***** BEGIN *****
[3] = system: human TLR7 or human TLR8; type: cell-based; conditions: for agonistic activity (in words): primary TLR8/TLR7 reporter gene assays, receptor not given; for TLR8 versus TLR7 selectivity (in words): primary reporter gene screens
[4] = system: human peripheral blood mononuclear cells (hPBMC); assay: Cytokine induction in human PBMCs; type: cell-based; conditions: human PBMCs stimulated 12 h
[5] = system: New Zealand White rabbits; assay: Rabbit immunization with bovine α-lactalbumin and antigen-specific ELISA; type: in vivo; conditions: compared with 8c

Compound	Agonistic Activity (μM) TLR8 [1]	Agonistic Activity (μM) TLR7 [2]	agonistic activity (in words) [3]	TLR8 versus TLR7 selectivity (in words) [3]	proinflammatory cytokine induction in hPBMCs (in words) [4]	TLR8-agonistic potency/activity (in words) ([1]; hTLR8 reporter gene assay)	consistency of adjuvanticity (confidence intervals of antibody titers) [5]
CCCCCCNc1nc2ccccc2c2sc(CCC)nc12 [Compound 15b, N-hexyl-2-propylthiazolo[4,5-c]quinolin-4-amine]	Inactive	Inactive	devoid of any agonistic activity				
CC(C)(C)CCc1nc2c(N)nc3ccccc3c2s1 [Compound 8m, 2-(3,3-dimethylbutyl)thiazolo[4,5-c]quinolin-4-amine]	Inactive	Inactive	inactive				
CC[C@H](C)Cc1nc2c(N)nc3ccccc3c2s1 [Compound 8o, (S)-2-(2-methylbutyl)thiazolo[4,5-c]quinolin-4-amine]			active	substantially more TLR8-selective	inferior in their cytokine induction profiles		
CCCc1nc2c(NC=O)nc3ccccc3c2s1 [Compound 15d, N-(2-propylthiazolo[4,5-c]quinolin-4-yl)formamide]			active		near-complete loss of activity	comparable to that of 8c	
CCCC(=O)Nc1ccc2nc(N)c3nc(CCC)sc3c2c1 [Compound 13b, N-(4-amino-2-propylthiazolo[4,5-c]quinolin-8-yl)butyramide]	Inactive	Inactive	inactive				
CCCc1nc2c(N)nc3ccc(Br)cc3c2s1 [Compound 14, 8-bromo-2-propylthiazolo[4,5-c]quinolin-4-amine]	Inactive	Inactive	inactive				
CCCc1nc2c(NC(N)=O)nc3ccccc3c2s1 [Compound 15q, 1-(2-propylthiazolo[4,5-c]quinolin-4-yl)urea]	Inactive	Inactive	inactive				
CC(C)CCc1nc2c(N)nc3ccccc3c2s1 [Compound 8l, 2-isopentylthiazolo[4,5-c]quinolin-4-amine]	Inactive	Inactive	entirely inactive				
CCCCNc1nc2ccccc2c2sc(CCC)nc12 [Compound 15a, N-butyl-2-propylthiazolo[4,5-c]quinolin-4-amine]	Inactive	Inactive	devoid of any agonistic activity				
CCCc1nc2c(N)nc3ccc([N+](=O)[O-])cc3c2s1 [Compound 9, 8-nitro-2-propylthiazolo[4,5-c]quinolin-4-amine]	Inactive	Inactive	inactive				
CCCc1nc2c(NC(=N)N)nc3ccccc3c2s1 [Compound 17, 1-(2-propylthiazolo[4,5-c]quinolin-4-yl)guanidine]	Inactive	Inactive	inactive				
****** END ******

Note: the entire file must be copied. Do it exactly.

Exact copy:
[3] = system: human TLR7 or human TLR8; type: cell-based; conditions: for agonistic activity (in words): primary TLR8/TLR7 reporter gene assays, receptor not given; for TLR8 versus TLR7 selectivity (in words): primary reporter gene screens
[4] = system: human peripheral blood mononuclear cells (hPBMC); assay: Cytokine induction in human PBMCs; type: cell-based; conditions: human PBMCs stimulated 12 h
[5] = system: New Zealand White rabbits; assay: Rabbit immunization with bovine α-lactalbumin and antigen-specific ELISA; type: in vivo; conditions: compared with 8c

Compound	Agonistic Activity (μM) TLR8 [1]	Agonistic Activity (μM) TLR7 [2]	agonistic activity (in words) [3]	TLR8 versus TLR7 selectivity (in words) [3]	proinflammatory cytokine induction in hPBMCs (in words) [4]	TLR8-agonistic potency/activity (in words) ([1]; hTLR8 reporter gene assay)	consistency of adjuvanticity (confidence intervals of antibody titers) [5]
CCCCCCNc1nc2ccccc2c2sc(CCC)nc12 [Compound 15b, N-hexyl-2-propylthiazolo[4,5-c]quinolin-4-amine]	Inactive	Inactive	devoid of any agonistic activity				
CC(C)(C)CCc1nc2c(N)nc3ccccc3c2s1 [Compound 8m, 2-(3,3-dimethylbutyl)thiazolo[4,5-c]quinolin-4-amine]	Inactive	Inactive	inactive				
CC[C@H](C)Cc1nc2c(N)nc3ccccc3c2s1 [Compound 8o, (S)-2-(2-methylbutyl)thiazolo[4,5-c]quinolin-4-amine]			active	substantially more TLR8-selective	inferior in their cytokine induction profiles		
CCCc1nc2c(NC=O)nc3ccccc3c2s1 [Compound 15d, N-(2-propylthiazolo[4,5-c]quinolin-4-yl)formamide]			active		near-complete loss of activity	comparable to that of 8c	
CCCC(=O)Nc1ccc2nc(N)c3nc(CCC)sc3c2c1 [Compound 13b, N-(4-amino-2-propylthiazolo[4,5-c]quinolin-8-yl)butyramide]	Inactive	Inactive	inactive				
CCCc1nc2c(N)nc3ccc(Br)cc3c2s1 [Compound 14, 8-bromo-2-propylthiazolo[4,5-c]quinolin-4-amine]	Inactive	Inactive	inactive				
CCCc1nc2c(NC(N)=O)nc3ccccc3c2s1 [Compound 15q, 1-(2-propylthiazolo[4,5-c]quinolin-4-yl)urea]	Inactive	Inactive	inactive				
CC(C)CCc1nc2c(N)nc3ccccc3c2s1 [Compound 8l, 2-isopentylthiazolo[4,5-c]quinolin-4-amine]	Inactive	Inactive	entirely inactive				
CCCCNc1nc2ccccc2c2sc(CCC)nc12 [Compound 15a, N-butyl-2-propylthiazolo[4,5-c]quinolin-4-amine]	Inactive	Inactive	devoid of any agonistic activity				
CCCc1nc2c(N)nc3ccc([N+](=O)[O-])cc3c2s1 [Compound 9, 8-nitro-2-propylthiazolo[4,5-c]quinolin-4-amine]	Inactive	Inactive	inactive				
CCCc1nc2c(NC(=N)N)nc3ccccc3c2s1 [Compound 17, 1-(2-propylthiazolo[4,5-c]quinolin-4-yl)guanidine]	Inactive	Inactive	inactive				